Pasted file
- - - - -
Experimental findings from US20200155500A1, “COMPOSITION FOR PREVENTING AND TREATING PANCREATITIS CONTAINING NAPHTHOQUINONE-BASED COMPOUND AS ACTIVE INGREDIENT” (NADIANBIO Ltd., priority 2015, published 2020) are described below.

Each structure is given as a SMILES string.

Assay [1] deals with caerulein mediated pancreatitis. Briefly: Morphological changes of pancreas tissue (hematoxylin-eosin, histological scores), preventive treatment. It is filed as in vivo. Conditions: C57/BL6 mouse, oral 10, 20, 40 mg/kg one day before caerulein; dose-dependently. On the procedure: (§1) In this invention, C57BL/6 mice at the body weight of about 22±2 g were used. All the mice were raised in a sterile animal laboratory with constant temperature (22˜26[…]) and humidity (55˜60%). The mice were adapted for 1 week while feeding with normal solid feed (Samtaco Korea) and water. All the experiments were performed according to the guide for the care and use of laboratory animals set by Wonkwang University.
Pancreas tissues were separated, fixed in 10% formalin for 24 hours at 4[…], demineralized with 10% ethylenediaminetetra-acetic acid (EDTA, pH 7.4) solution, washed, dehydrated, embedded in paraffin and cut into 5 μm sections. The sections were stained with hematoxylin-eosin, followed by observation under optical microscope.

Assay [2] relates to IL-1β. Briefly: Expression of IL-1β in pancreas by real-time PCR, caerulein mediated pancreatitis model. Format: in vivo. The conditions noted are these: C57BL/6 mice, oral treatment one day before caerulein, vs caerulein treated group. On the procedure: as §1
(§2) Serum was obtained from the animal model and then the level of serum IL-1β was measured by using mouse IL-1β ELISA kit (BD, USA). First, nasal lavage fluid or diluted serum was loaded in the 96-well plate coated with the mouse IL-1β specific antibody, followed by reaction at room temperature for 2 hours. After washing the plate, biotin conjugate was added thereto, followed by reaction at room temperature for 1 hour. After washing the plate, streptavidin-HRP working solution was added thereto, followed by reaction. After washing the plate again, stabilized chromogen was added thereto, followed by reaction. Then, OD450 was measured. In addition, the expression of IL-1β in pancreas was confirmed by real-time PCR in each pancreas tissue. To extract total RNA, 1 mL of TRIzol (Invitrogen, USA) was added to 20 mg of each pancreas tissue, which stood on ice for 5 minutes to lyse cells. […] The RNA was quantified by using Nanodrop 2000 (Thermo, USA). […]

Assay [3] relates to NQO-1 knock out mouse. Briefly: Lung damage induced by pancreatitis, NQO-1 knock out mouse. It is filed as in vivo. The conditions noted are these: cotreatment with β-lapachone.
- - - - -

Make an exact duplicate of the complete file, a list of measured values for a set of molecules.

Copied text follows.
Experimental findings from US20200155500A1, “COMPOSITION FOR PREVENTING AND TREATING PANCREATITIS CONTAINING NAPHTHOQUINONE-BASED COMPOUND AS ACTIVE INGREDIENT” (NADIANBIO Ltd., priority 2015, published 2020) are described below.

Each structure is given as a SMILES string.

Assay [1] deals with caerulein mediated pancreatitis. Briefly: Morphological changes of pancreas tissue (hematoxylin-eosin, histological scores), preventive treatment. It is filed as in vivo. Conditions: C57/BL6 mouse, oral 10, 20, 40 mg/kg one day before caerulein; dose-dependently. On the procedure: (§1) In this invention, C57BL/6 mice at the body weight of about 22±2 g were used. All the mice were raised in a sterile animal laboratory with constant temperature (22˜26[…]) and humidity (55˜60%). The mice were adapted for 1 week while feeding with normal solid feed (Samtaco Korea) and water. All the experiments were performed according to the guide for the care and use of laboratory animals set by Wonkwang University.
Pancreas tissues were separated, fixed in 10% formalin for 24 hours at 4[…], demineralized with 10% ethylenediaminetetra-acetic acid (EDTA, pH 7.4) solution, washed, dehydrated, embedded in paraffin and cut into 5 μm sections. The sections were stained with hematoxylin-eosin, followed by observation under optical microscope.

Assay [2] relates to IL-1β. Briefly: Expression of IL-1β in pancreas by real-time PCR, caerulein mediated pancreatitis model. Format: in vivo. The conditions noted are these: C57BL/6 mice, oral treatment one day before caerulein, vs caerulein treated group. On the procedure: as §1
(§2) Serum was obtained from the animal model and then the level of serum IL-1β was measured by using mouse IL-1β ELISA kit (BD, USA). First, nasal lavage fluid or diluted serum was loaded in the 96-well plate coated with the mouse IL-1β specific antibody, followed by reaction at room temperature for 2 hours. After washing the plate, biotin conjugate was added thereto, followed by reaction at room temperature for 1 hour. After washing the plate, streptavidin-HRP working solution was added thereto, followed by reaction. After washing the plate again, stabilized chromogen was added thereto, followed by reaction. Then, OD450 was measured. In addition, the expression of IL-1β in pancreas was confirmed by real-time PCR in each pancreas tissue. To extract total RNA, 1 mL of TRIzol (Invitrogen, USA) was added to 20 mg of each pancreas tissue, which stood on ice for 5 minutes to lyse cells. […] The RNA was quantified by using Nanodrop 2000 (Thermo, USA). […]

Assay [3] relates to NQO-1 knock out mouse. Briefly: Lung damage induced by pancreatitis, NQO-1 knock out mouse. It is filed as in vivo. The conditions noted are these: cotreatment with β-lapachone.